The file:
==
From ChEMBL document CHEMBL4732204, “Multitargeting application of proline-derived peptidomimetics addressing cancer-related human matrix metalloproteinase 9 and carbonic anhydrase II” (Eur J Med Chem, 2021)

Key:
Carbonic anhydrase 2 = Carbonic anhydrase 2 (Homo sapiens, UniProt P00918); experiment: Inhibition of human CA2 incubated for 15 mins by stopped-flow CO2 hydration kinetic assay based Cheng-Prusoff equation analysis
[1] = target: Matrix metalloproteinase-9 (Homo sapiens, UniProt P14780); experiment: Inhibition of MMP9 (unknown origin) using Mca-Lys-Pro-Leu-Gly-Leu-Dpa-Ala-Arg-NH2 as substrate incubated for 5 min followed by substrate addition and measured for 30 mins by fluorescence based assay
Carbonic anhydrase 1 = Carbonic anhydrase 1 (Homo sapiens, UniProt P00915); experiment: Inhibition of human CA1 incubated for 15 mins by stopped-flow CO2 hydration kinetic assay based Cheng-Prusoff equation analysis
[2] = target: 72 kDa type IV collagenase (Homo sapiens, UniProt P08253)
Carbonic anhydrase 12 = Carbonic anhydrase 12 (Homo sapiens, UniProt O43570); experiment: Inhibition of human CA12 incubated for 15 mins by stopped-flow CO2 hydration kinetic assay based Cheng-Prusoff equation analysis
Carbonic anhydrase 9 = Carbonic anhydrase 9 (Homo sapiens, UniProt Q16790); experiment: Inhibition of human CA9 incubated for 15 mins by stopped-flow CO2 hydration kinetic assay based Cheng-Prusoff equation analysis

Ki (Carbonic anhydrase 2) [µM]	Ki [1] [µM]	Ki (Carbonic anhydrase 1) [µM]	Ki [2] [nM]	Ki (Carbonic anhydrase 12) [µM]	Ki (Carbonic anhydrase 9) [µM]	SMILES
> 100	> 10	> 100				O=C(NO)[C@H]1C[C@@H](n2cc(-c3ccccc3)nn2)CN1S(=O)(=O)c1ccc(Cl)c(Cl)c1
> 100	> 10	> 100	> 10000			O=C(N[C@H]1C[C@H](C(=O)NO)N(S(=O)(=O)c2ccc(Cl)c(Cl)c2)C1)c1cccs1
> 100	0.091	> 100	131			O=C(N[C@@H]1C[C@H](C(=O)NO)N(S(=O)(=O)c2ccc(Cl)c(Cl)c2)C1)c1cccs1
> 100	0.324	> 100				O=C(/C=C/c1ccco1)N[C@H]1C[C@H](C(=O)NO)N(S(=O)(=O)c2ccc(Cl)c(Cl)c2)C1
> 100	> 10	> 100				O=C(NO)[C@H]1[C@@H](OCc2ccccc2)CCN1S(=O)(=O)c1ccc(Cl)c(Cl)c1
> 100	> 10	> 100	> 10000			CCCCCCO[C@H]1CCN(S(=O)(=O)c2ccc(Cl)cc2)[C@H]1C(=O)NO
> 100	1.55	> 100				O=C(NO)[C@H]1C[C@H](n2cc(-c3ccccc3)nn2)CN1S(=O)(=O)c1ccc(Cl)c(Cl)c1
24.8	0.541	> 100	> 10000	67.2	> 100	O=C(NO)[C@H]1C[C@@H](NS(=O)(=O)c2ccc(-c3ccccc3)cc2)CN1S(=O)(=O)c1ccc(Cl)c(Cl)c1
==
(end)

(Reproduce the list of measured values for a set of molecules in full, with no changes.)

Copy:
From ChEMBL document CHEMBL4732204, “Multitargeting application of proline-derived peptidomimetics addressing cancer-related human matrix metalloproteinase 9 and carbonic anhydrase II” (Eur J Med Chem, 2021)

Key:
Carbonic anhydrase 2 = Carbonic anhydrase 2 (Homo sapiens, UniProt P00918); experiment: Inhibition of human CA2 incubated for 15 mins by stopped-flow CO2 hydration kinetic assay based Cheng-Prusoff equation analysis
[1] = target: Matrix metalloproteinase-9 (Homo sapiens, UniProt P14780); experiment: Inhibition of MMP9 (unknown origin) using Mca-Lys-Pro-Leu-Gly-Leu-Dpa-Ala-Arg-NH2 as substrate incubated for 5 min followed by substrate addition and measured for 30 mins by fluorescence based assay
Carbonic anhydrase 1 = Carbonic anhydrase 1 (Homo sapiens, UniProt P00915); experiment: Inhibition of human CA1 incubated for 15 mins by stopped-flow CO2 hydration kinetic assay based Cheng-Prusoff equation analysis
[2] = target: 72 kDa type IV collagenase (Homo sapiens, UniProt P08253)
Carbonic anhydrase 12 = Carbonic anhydrase 12 (Homo sapiens, UniProt O43570); experiment: Inhibition of human CA12 incubated for 15 mins by stopped-flow CO2 hydration kinetic assay based Cheng-Prusoff equation analysis
Carbonic anhydrase 9 = Carbonic anhydrase 9 (Homo sapiens, UniProt Q16790); experiment: Inhibition of human CA9 incubated for 15 mins by stopped-flow CO2 hydration kinetic assay based Cheng-Prusoff equation analysis

Ki (Carbonic anhydrase 2) [µM]	Ki [1] [µM]	Ki (Carbonic anhydrase 1) [µM]	Ki [2] [nM]	Ki (Carbonic anhydrase 12) [µM]	Ki (Carbonic anhydrase 9) [µM]	SMILES
> 100	> 10	> 100				O=C(NO)[C@H]1C[C@@H](n2cc(-c3ccccc3)nn2)CN1S(=O)(=O)c1ccc(Cl)c(Cl)c1
> 100	> 10	> 100	> 10000			O=C(N[C@H]1C[C@H](C(=O)NO)N(S(=O)(=O)c2ccc(Cl)c(Cl)c2)C1)c1cccs1
> 100	0.091	> 100	131			O=C(N[C@@H]1C[C@H](C(=O)NO)N(S(=O)(=O)c2ccc(Cl)c(Cl)c2)C1)c1cccs1
> 100	0.324	> 100				O=C(/C=C/c1ccco1)N[C@H]1C[C@H](C(=O)NO)N(S(=O)(=O)c2ccc(Cl)c(Cl)c2)C1
> 100	> 10	> 100				O=C(NO)[C@H]1[C@@H](OCc2ccccc2)CCN1S(=O)(=O)c1ccc(Cl)c(Cl)c1
> 100	> 10	> 100	> 10000			CCCCCCO[C@H]1CCN(S(=O)(=O)c2ccc(Cl)cc2)[C@H]1C(=O)NO
> 100	1.55	> 100				O=C(NO)[C@H]1C[C@H](n2cc(-c3ccccc3)nn2)CN1S(=O)(=O)c1ccc(Cl)c(Cl)c1
24.8	0.541	> 100	> 10000	67.2	> 100	O=C(NO)[C@H]1C[C@@H](NS(=O)(=O)c2ccc(-c3ccccc3)cc2)CN1S(=O)(=O)c1ccc(Cl)c(Cl)c1